Russia and the Color Yellow
January 27, 2013 2:09 PM   Subscribe

What does the Russian mind associate with the color yellow? 

How did Желтый Дом come to be a name for a mental asylum?

Why did exiles in Siberia wear grey clothes with a yellow lozenge on the back?
posted by slowlikemolasses to Society & Culture (9 answers total) 3 users marked this as a favorite
I know that yellow flowers, in russian culture, symbolize betrayal/infidelity and believed to be a precursor for arguments. Don't know about your other questions but am curious to see what others say.
posted by ttyn at 2:20 PM on January 27, 2013

Prostitutes had special ID documents, called "yellow tickets", in Czarist times. But when you say exiles, do you mean prisoners in the Gulags?
posted by Ideefixe at 2:29 PM on January 27, 2013

posted by slowlikemolasses at 2:31 PM on January 27, 2013

Just confirming what ttyn wrote: there's a mild superstition about giving someone a bouquet of yellow flowers. There is a 90s song called Yellow Tulips: "Желтые тюльпаны, вестники разлуки" — "Yellow tulips, harbingers of parting." Nothing else comes to mind. Perhaps "yellow house" is a kind of synecdoche, like "Bedlam"? It's certainly not a common term for mental institutions more generally.
posted by Nomyte at 2:34 PM on January 27, 2013

I can't answer what the Russian mind associates with the color yellow. But in regards to your question about the term "желтый дом", according to the great Vladimir Dal, it originated as a reference to the yellow paint of the Obukhovskaya hospital in St. Petersburg, which housed one of the first psychiatric wards in Russia. If you can read Russian, there's a discussion about it here on gramota, and the Russian Wikipedia article on Obukhovskaya hospital mentions literary references to it as a psychiatric ward.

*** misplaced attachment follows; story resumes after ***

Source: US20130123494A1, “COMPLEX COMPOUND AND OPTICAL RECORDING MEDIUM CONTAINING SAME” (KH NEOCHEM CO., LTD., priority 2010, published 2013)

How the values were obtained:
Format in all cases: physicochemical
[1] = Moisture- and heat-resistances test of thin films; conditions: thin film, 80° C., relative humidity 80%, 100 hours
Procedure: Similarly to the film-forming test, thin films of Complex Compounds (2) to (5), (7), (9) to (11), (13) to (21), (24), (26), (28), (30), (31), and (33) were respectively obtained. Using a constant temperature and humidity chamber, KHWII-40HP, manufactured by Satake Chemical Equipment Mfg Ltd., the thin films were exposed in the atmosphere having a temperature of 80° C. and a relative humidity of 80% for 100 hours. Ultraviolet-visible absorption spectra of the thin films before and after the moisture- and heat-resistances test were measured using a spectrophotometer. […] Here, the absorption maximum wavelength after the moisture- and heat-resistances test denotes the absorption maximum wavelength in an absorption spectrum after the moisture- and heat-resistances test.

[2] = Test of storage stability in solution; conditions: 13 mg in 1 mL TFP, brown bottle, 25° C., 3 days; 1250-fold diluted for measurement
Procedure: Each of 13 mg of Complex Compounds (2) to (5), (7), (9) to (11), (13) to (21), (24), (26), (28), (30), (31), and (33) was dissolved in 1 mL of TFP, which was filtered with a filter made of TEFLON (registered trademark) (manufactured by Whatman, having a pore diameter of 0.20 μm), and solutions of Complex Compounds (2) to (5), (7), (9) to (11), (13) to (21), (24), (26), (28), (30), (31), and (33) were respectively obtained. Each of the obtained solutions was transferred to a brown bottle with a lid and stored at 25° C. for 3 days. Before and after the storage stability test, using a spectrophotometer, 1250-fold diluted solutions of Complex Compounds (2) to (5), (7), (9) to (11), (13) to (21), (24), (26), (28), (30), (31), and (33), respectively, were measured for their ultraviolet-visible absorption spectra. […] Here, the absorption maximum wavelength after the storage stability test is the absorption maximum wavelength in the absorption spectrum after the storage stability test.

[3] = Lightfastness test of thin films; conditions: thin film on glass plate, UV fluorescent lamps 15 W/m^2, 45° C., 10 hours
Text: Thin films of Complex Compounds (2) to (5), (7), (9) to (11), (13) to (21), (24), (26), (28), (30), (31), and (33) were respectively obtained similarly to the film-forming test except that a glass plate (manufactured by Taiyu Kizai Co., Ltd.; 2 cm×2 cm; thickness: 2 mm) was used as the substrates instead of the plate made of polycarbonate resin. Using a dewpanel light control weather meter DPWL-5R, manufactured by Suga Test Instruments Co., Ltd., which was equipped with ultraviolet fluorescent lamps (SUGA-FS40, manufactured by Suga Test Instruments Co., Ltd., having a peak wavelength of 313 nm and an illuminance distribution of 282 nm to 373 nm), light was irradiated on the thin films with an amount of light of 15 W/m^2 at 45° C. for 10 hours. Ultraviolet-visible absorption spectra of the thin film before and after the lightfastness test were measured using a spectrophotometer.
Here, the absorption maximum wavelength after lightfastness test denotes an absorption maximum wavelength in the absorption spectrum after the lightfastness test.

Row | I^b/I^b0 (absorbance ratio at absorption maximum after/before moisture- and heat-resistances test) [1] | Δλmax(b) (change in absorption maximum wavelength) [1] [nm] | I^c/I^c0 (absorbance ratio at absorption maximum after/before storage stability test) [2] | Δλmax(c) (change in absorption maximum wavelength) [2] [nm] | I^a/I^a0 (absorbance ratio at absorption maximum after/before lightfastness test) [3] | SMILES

posted by pravit at 2:36 PM on January 27, 2013 [3 favorites]

In Polish, "having yellow papers" refers to mentally ill people, and as far as I know, it's because the documentation of their release from the mental hospital was printed on yellow-colored paper.

Could be an urban legend, though; I'm curious about whether it's connected with the Russian "yellow houses".
posted by Ender's Friend at 3:58 PM on January 27, 2013

I wish I could be more specific but in English we discussed the symbolism of yellow in Crime and Punishment, so maybe you could investigate commentary on that?
posted by brilliantine at 8:10 PM on January 27, 2013

In Chinese calling something yellow means pornographic or erotic. Perhaps there is some crossover with Siberia?
posted by dave99 at 9:57 PM on January 27, 2013

My Russian friend says this:

the first psychiatric hospital in the russian empire was yellow, by coincidence. this is why "yellow house" is a euphemism for 'psychiatric hospital,' although it wasn't used much by my generation (i'm 34.) Also, there was a 'meme' of sorts at the time of Dostoyevski (he wrote about it,) associating the color yellow with illness in general, but i don't recall that used _ever,_ by anyone who was still alive by the time i formed my first memories.
big discussion on the subject. in russian only, unfortunately.

i have no idea about the grey suits with yellow...lozenges? is that really the word this person intended to use? hmm.

hope this helps.

posted by bilabial at 4:28 PM on January 28, 2013

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